Stanley Fish begins his How to Write a Sentence and How to Read One (read the chapter here) with a story first told by Annie Dillard. Here's how she tells it:
A well-known writer got collared by a university student who asked, "Do you think I could be a writer?"
"Well," the writer said, "I don't know. . . . Do you like sentences?"
The writer could see the student's amazement. Sentences? Do I like sentences? I am 20 years old and do I like sentences? If he had liked sentences, of course, he could begin, like a joyful painter I knew. I asked him how he came to be a painter. He said, "I liked the smell of the paint." (From The Writer's Life, reprinted in Three by Annie Dillard, p. 591, excerpted in the New York Times Book Review)
It's important to keep in mind that Fish and Dillard are thinking about "writing" in literary terms. The student wanted to be a writer of "belles lettres", fine writing. If a student was to ask me,"Do you think I could be a scholar?" I would answer differently: Do you like paragraphs?
Like Fish, I would say it's about how to write and read them. If you don't like expressing yourself in paragraphs, or if reading them bores you, then you will probably not enjoy the work. You have to have, as Fish puts it, "a feel for the nitty-gritty material of the medium". And, in the case of scholarly writing, that material is composed, in an essential way, into paragraphs.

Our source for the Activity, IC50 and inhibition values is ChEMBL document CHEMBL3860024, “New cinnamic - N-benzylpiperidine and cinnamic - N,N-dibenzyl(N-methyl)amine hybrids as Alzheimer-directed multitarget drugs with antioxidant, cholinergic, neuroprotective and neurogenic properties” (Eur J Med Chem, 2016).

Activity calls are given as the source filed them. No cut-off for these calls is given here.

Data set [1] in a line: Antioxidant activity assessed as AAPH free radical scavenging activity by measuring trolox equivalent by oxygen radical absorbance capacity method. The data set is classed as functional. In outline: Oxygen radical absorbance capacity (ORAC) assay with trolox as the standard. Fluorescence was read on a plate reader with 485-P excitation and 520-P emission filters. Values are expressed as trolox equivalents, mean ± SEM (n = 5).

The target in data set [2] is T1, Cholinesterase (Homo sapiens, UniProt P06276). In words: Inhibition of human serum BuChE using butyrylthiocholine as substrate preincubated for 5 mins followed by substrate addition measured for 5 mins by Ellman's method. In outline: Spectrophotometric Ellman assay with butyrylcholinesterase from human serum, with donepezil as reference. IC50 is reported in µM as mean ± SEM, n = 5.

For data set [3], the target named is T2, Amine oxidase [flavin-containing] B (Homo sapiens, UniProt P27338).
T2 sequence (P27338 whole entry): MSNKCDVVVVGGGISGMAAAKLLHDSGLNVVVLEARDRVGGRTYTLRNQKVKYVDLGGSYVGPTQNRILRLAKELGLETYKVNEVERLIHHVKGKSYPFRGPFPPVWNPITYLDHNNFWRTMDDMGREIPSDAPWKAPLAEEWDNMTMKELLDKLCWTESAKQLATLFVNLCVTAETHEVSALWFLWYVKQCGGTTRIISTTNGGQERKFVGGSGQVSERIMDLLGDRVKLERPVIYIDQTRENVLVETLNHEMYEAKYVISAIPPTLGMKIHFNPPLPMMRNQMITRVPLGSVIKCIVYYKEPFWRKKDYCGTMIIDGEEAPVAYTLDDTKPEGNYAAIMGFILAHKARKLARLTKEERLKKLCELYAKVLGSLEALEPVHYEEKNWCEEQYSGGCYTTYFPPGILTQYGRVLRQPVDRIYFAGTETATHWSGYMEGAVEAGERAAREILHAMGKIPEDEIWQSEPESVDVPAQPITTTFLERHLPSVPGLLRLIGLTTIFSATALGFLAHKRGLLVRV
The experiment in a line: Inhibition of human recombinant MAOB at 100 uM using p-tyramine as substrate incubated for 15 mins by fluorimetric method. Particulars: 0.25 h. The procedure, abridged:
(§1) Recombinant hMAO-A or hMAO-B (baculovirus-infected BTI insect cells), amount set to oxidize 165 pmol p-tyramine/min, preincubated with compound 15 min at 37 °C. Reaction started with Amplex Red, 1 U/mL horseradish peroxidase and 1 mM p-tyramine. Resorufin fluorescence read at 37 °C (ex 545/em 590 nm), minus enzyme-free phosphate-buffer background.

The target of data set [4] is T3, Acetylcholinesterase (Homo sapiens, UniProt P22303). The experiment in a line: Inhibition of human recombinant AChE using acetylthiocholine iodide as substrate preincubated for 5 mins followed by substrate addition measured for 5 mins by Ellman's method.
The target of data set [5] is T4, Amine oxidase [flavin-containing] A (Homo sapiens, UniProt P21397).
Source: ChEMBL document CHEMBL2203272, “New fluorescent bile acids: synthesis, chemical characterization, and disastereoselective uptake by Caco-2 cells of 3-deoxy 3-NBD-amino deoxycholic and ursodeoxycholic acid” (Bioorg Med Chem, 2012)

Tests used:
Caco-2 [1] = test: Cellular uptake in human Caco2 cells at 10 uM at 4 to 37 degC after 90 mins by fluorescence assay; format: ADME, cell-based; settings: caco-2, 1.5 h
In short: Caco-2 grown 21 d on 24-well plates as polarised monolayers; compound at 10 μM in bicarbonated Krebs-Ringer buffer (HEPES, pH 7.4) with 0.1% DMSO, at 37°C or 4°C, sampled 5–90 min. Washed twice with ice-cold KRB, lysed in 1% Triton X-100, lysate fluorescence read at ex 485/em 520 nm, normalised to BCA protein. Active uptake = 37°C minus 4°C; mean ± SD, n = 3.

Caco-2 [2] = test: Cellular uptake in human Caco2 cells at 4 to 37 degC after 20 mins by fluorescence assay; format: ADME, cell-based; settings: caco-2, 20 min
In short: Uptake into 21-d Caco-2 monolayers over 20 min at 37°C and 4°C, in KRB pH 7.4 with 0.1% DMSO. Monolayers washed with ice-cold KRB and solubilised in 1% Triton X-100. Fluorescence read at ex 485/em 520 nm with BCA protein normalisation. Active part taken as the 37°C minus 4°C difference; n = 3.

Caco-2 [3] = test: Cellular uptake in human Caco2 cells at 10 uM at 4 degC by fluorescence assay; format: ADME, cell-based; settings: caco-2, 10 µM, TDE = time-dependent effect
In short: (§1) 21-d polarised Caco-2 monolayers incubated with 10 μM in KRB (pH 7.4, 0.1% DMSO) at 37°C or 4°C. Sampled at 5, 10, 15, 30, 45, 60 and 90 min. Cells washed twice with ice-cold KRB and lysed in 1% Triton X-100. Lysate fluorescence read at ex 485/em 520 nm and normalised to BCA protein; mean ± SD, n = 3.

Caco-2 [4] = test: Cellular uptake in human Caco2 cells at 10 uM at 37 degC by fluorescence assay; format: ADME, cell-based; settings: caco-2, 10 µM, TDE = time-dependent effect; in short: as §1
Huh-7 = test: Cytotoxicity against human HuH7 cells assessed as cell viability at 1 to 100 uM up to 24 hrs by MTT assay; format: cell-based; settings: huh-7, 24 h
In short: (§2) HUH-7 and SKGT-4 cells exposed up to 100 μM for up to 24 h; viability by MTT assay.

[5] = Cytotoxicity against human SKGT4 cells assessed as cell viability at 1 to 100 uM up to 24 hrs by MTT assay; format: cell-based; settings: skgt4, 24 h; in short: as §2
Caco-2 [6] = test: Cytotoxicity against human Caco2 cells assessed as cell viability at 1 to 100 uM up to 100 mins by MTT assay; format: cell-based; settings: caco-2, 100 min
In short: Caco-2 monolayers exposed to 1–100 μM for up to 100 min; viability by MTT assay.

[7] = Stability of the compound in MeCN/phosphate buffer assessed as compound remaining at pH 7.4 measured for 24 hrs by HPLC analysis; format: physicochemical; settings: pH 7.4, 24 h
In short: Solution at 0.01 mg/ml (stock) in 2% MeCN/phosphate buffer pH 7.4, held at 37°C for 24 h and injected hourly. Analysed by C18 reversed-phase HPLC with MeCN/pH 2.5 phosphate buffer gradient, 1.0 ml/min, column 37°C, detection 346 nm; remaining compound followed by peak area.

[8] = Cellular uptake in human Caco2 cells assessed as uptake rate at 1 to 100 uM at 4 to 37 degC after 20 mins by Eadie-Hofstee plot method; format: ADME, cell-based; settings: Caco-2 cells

The novelist or short-story writer or essayist can concentrate, I'm sure, on sentences. The reader is moved along by their rhythm and experiences the break between paragraphs mainly as a part of this rhythm. The poet's material is perhaps even more finely grained: composed of the turn of phrase. ("Strophe" means "turn".) But scholars must compose themselves roughly six sentences and 150-200 words at a time. They must always say something, some one thing that can be stated in a simple declarative sentence, and then support it with about five sentences more. As I've said before, the paragraph is the unit of scholarly composition.
It's important to find your métier. If you are drawn to beautiful sounding phrases, you may be a poet. If you like sentences, perhaps you are a novelist. Scholarly writing can benefit from good phrases and good sentences, of course, but it cannot rely on them, and it must not get hung up on them. To enjoy the scholarly literature you must be able to appreciate paragraphs, the composition of ideas into groups of sentences that clearly state and support identifiable ideas. You are not just evoking images or telling a story. You are communicating what you know.